Student Blog

How to Build a Technical Design Architecture for an Analytics Data Pipeline

October 26, 2020

The blog is posted by WeCloudData’s student Sneha Mehrin.

An Overview of Designing & Building a Technical Architecture for an Analytics Data Pipeline Problem.

image explaining pipelines

This article is a continuation of the previous post and will outline how to transform our user requirements into a technical design and architecture.

Let’s summarise our two major requirements:

Discovery phase is usually the hardest , because you have to engage multiple stakeholders and tech team to build a right solution.

The only way to get through this is to ask Questions!!!

Key Questions to ask during design phase

1. What are the Key KPT metrics?

  • Number of questions per day(should be able to visualise by month)
  • Number of answers per day(should be able to visualise by month)
  • Number of accepted answers in a day( should be able to visualise by month as well).
  • Number of unaccepted answers in a day(should be able to visualise by month as well).
  • Average View Count of a question.
  • Number of questions with no answers.
  • Number of votes in a day

2. Does this key metrics need to be calculated or is it readily available in a database?

  • Data will most likely be available at the lowest granularity (day wise)in a database.
  • Huge organisations will have data-warehouses which will have data marts to aggregate this data by month or year.
  • Aggregation can be performed in analytics to give a monthly or yearly view depending on the data volume and the timeline of data needed.
  • For instance, if the requirement is to show 5 years worth of data and then current year day wise- the data volume will be huge. In this case it is better to load the aggregated 5 years data into analytics from the data-warehouse and load the day wise raw data into analytics and only perform calculation for the day wise metrics.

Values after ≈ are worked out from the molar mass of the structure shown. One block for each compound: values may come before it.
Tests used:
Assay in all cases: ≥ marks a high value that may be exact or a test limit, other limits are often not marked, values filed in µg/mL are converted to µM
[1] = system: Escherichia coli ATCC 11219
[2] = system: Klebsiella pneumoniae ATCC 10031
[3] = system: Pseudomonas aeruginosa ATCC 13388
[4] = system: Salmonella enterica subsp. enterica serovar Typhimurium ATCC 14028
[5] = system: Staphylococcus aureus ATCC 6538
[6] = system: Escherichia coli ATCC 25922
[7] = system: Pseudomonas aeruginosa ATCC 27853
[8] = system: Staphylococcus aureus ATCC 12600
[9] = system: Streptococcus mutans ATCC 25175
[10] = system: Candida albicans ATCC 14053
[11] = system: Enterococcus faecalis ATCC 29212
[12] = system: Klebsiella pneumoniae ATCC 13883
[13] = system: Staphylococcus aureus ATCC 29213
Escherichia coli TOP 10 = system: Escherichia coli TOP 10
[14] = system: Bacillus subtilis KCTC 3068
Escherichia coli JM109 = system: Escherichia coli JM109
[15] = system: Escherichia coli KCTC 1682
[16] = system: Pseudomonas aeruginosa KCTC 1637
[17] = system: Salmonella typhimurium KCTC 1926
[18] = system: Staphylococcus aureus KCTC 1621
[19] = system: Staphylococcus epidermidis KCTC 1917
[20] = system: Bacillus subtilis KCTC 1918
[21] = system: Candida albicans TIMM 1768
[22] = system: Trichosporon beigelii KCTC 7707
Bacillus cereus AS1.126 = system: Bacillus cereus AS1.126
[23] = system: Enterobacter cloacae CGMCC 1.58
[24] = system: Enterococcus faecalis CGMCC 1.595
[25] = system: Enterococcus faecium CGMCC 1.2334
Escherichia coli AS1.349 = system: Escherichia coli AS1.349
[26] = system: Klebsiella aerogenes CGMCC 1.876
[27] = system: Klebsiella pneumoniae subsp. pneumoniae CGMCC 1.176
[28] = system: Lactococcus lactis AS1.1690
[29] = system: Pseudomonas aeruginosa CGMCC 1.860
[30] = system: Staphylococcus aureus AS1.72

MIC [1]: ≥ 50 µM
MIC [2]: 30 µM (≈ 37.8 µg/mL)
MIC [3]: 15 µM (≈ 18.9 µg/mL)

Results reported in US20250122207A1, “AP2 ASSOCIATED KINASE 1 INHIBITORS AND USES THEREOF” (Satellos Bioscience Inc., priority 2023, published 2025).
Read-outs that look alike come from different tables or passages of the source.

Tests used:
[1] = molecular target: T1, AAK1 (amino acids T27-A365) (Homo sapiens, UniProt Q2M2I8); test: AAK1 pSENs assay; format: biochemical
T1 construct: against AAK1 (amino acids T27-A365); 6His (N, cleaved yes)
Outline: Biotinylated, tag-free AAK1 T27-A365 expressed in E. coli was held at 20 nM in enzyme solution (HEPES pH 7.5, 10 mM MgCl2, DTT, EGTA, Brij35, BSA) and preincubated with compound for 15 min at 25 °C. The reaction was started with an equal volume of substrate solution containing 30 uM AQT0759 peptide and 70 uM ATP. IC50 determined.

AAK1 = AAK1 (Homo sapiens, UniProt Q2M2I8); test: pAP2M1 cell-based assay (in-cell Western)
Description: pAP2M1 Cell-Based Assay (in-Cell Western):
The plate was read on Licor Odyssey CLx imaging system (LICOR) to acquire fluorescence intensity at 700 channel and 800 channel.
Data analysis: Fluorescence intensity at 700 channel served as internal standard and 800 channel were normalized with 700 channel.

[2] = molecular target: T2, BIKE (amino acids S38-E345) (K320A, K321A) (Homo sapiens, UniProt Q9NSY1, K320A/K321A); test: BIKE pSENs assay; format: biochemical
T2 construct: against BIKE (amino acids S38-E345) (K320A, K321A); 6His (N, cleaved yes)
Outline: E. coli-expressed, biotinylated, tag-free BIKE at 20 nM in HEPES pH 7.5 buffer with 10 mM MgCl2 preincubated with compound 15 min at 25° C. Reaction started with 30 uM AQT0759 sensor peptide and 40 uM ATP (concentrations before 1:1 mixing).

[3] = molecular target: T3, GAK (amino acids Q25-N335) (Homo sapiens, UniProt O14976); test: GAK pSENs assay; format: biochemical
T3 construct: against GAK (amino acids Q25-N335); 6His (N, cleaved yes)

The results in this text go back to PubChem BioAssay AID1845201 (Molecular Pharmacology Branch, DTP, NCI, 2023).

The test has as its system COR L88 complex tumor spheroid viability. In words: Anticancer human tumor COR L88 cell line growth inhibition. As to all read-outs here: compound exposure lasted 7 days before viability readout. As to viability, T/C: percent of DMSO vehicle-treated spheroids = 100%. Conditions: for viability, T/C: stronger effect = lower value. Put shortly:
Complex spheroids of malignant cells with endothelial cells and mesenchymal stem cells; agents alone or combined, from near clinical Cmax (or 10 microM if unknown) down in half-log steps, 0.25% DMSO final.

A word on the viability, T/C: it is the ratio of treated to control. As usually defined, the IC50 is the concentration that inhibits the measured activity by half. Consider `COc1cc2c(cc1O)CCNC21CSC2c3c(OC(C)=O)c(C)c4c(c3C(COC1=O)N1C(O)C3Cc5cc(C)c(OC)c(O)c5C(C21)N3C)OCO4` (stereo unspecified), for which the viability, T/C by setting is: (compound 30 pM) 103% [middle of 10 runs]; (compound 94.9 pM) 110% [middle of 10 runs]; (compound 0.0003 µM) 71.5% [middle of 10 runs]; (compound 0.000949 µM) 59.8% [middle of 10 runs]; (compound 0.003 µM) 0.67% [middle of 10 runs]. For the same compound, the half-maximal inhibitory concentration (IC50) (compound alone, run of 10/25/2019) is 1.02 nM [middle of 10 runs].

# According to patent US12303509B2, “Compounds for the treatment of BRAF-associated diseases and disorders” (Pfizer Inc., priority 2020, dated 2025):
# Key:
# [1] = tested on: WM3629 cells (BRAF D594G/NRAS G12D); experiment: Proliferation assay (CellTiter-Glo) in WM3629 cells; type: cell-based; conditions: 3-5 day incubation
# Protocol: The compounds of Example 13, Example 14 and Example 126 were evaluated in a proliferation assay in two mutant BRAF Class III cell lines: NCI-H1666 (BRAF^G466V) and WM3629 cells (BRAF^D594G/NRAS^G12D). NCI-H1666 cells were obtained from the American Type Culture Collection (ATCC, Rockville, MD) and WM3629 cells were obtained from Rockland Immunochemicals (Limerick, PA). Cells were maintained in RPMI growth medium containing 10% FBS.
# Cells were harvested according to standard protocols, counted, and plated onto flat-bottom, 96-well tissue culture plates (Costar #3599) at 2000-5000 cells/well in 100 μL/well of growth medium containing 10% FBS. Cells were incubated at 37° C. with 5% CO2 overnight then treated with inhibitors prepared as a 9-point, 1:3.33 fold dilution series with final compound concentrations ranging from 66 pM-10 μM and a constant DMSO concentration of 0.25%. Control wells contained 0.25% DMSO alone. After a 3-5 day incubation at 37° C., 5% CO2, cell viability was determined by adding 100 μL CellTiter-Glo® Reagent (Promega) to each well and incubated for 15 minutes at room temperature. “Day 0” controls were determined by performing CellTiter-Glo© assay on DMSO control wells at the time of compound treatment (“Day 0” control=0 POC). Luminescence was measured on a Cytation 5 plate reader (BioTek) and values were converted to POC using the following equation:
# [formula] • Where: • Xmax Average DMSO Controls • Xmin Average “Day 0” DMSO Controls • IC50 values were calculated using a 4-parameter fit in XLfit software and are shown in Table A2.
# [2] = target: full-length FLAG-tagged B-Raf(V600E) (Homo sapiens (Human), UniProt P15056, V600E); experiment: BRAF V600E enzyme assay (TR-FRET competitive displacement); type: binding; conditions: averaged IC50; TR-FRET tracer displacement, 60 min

3. Where does the data come from?

  • Historical data might be available in a data base or data-warehouse.
  • Real time data can be ingested through stackapi.
  • In this project, I will be using the stackapi to stream the data & Kinesis Data Generator to mock up some streaming data

In an ideal situation, historical records should be loaded as a one time activity and daily questions should be stored in the data lake and synced by analytics.

4. What is the format of this data?

  • Data Streamed using stackapi is in the form of json format.

5. Is there any additional data modelling required?

  • Data streamed through stackapi is in the form of a fact table. No further modelling is required.

6. Do you need stream processing or batch processing?

  • For the user group identified, batch processing would suffice.
  • Jobs can be scheduled on a daily basis and the dashboard can be refreshed on a daily basis.

7. Where can you store the data?

  • Data can be stored in Amazon Redshift.

8. What would be the volume of the data?

  • Stackapi has a limitation 10,000 requests per day, therefore we have a limitation of the number of records that can be streamed per day.
  • In-order to have a wholesome view of the pipeline, I also used Kinesis data generator to mock up the data.

9. What will be the visualisation tool?

  • Einstein Analytics will be used to visualise this.

Technical Architecture

After having an idea of all these questions, we can now conceive a technical architecture diagram to build a data pipeline.

Technical architecture Diagram

Brief Overview of the data pipeline:

  • Kinesis Firehose is chosen to stream the data from stack api and output it to S3 bucket folder.
  • Spark will batch process the streams from S3 on a daily basis and output the transformed data back to Redshift- This will be a script scheduled on ec2 once every day.
  • Einstein Analytics will use it native S3 connector to sync the data and display it in the dashboards- Dashboards will be refreshed everyday with the data of yesterday’s

In the upcoming articles, I will be exploring each component of the pipeline in depth.

Here is the article describing how I streamed the data using Kinesis and stored it in S3 for further processing!

To find out more about the courses our students have taken to complete these projects and what you can learn from WeCloudData, view the learning path. To read more posts from Sneha, check out her Medium posts here.

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